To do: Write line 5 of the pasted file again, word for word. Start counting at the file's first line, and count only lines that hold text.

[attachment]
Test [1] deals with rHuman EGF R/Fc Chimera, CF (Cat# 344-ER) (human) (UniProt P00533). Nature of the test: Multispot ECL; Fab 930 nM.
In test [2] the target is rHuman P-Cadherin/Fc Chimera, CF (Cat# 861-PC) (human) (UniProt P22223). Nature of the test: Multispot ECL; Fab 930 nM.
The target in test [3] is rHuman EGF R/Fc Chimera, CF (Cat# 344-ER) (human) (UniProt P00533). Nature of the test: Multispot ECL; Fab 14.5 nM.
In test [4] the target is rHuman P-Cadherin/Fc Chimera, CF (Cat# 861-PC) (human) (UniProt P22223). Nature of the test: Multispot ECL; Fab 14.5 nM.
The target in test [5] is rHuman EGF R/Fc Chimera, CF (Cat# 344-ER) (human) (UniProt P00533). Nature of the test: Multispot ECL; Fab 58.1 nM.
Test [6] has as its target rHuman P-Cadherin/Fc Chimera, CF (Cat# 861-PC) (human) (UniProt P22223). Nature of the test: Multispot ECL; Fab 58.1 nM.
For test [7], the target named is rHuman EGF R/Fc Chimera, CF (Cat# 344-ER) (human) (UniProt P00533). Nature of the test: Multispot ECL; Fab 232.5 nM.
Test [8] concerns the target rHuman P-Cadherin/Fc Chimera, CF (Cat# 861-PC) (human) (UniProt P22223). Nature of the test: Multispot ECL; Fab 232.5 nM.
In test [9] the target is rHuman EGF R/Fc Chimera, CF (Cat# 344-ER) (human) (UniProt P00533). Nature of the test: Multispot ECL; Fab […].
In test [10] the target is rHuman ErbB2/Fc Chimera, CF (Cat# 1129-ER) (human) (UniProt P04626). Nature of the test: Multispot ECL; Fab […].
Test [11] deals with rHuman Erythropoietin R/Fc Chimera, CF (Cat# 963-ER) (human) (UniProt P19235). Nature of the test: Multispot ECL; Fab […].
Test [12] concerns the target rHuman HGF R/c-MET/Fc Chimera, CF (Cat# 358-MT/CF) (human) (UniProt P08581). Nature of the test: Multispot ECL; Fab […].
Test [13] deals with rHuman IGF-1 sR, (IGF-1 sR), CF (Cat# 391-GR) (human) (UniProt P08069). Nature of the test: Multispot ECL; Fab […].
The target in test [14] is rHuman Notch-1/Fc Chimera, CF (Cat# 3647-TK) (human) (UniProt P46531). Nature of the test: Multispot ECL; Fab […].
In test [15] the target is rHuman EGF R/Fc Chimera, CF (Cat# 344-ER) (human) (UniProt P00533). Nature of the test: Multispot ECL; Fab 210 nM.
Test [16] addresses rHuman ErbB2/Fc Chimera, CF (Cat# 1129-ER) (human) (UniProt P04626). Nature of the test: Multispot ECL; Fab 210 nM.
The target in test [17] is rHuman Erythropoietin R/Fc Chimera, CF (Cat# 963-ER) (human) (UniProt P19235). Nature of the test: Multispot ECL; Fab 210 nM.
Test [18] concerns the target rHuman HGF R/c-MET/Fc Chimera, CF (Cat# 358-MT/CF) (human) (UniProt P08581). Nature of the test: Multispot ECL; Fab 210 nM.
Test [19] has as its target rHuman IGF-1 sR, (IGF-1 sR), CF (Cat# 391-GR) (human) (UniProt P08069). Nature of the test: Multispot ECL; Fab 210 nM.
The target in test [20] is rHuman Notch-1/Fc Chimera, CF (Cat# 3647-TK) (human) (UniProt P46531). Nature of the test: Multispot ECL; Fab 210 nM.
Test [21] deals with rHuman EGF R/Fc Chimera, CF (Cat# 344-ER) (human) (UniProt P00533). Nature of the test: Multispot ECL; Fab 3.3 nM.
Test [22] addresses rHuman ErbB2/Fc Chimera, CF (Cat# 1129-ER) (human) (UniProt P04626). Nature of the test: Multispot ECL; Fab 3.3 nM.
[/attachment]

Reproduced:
The target in test [5] is rHuman EGF R/Fc Chimera, CF (Cat# 344-ER) (human) (UniProt P00533). Nature of the test: Multispot ECL; Fab 58.1 nM.